Judge gives K-Rod bail over charges
Mets closer Francisco Rodriguez was charged Wednesday with seven counts of criminal contempt for sending his girlfriend dozens of text messages begging for forgiveness, violating a restraining order issued after he was accused of attacking her father at Citi Field.
Rodriguez, who wore a studded T-shirt and a gold chain, did not enter a plea at his arraignment. He posted the $7,500 bail almost immediately and left Queens court without speaking. A new protection order was issued barring him from contacting Daian Pena and her family.
The 28-year-old reliever was accused of grabbing Pena's father, 53-year-old Carlos Pena, hauling him into a tunnel near the family lounge beneath the team's new ballpark and hitting him in the face after a game Aug. 11.
Rodriguez was told to keep away from Carlos Pena and his daughter. But a week after he appeared in court, he sent her two text messages and kept going, sending 56 in all.
Assistant District Attorney Scott Kessler said Rodriguez understood he wasn't supposed to contact her, but did it anyway simply because he felt like it. Kessler also said that the pitcher has a history of abuse, mentioning a previous case where he was accused of assaulting Pena in Venezuela.
''He's not naive or loving. He's manipulative and controlling,'' Kessler said.
Pena never responded to the messages, which included 17 sent in one day alone, Kessler said.
The messages started out contrite, but got progressively angrier. ''Thank you for sinking me turning your back, take good care of my children ... and now I see that your were with me because of the money ...'' he wrote in the final message on Aug. 23, according to Kessler.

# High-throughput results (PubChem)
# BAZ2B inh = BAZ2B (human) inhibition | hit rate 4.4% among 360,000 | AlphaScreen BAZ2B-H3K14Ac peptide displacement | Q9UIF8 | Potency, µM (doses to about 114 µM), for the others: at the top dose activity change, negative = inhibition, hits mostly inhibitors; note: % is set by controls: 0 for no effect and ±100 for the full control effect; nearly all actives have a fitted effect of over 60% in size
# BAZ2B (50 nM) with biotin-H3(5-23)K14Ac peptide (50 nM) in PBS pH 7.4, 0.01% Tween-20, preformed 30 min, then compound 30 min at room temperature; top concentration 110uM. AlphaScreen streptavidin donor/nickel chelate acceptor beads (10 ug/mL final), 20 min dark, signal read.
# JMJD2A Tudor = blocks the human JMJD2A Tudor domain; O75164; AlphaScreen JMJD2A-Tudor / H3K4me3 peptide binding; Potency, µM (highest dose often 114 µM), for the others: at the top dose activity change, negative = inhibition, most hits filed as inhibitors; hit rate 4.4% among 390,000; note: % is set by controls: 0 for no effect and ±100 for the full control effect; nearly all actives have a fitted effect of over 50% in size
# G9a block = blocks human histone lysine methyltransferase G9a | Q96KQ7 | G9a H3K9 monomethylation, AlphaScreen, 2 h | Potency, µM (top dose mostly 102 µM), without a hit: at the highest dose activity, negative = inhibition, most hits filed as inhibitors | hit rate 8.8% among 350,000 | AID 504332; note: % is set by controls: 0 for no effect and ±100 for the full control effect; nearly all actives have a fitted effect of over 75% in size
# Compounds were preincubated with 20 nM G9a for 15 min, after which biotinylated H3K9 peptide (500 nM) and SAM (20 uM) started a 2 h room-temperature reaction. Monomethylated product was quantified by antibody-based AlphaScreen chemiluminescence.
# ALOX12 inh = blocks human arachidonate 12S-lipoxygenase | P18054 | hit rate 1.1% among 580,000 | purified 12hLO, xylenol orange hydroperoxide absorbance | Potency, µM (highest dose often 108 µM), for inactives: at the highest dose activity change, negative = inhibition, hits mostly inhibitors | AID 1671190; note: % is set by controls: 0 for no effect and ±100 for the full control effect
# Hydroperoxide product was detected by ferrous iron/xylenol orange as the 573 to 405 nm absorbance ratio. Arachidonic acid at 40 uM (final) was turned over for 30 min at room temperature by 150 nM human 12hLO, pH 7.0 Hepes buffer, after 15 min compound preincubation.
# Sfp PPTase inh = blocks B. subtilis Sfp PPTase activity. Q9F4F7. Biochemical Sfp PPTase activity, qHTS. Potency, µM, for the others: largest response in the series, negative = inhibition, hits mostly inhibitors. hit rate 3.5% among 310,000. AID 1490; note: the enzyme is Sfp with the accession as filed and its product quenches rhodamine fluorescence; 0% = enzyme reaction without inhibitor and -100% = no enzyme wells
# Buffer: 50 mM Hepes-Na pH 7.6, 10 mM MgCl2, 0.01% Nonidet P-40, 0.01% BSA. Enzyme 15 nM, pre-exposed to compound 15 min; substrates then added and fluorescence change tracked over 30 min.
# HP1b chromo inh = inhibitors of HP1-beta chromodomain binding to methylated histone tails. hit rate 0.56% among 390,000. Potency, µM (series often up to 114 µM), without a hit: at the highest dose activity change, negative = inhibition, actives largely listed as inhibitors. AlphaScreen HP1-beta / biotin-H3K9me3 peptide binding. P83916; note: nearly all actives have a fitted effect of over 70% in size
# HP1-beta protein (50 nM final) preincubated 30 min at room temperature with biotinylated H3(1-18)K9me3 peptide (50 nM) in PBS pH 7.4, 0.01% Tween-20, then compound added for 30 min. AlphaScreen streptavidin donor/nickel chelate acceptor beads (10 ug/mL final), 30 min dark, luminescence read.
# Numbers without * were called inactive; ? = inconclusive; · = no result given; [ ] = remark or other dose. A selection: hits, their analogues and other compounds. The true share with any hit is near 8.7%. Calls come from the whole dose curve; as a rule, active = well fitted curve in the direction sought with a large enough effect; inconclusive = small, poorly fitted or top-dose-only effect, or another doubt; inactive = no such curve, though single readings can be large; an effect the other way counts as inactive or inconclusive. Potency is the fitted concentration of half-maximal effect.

Rodriguez could be jailed if he has any further communication with Pena. The restraining order is in place until at least February.
Defense attorney Christopher Booth said in court that the case wasn't about Daian Pena, and ordering Rodriguez to keep away from her and their twins confused the situation. He said his client wasn't clear he wasn't supposed to try to resolve the issue.
''There are no threats, no menacing comments. There are more text messages of the defendant professing his love,'' he said.
The accusations are costing Rodriguez about $3.1 million so far. He was restricted for two days without pay after his initial arrest and was booed when he returned to the mound. He apologized to fans, but tore a ligament in his thumb of his pitching hand during the fight, and had to have season-ending surgery.
The Mets said they wouldn't pay him while on the disqualified list. They also exercised a contractual right to convert the rest of his $37 million, three-year deal to nonguaranteed, meaning they could try to avoid paying most of what's left on it.
By converting his contract, the Mets also gave themselves the ability to release Rodriguez in the early part of spring training next year for 30 days' termination pay.
The players' union filed a grievance protesting how the team has handled the case.
Rodriguez signed the contract with the Mets after saving 62 games with the Angels in 2008. He was 4-2 with 25 saves and a 2.24 ERA this season.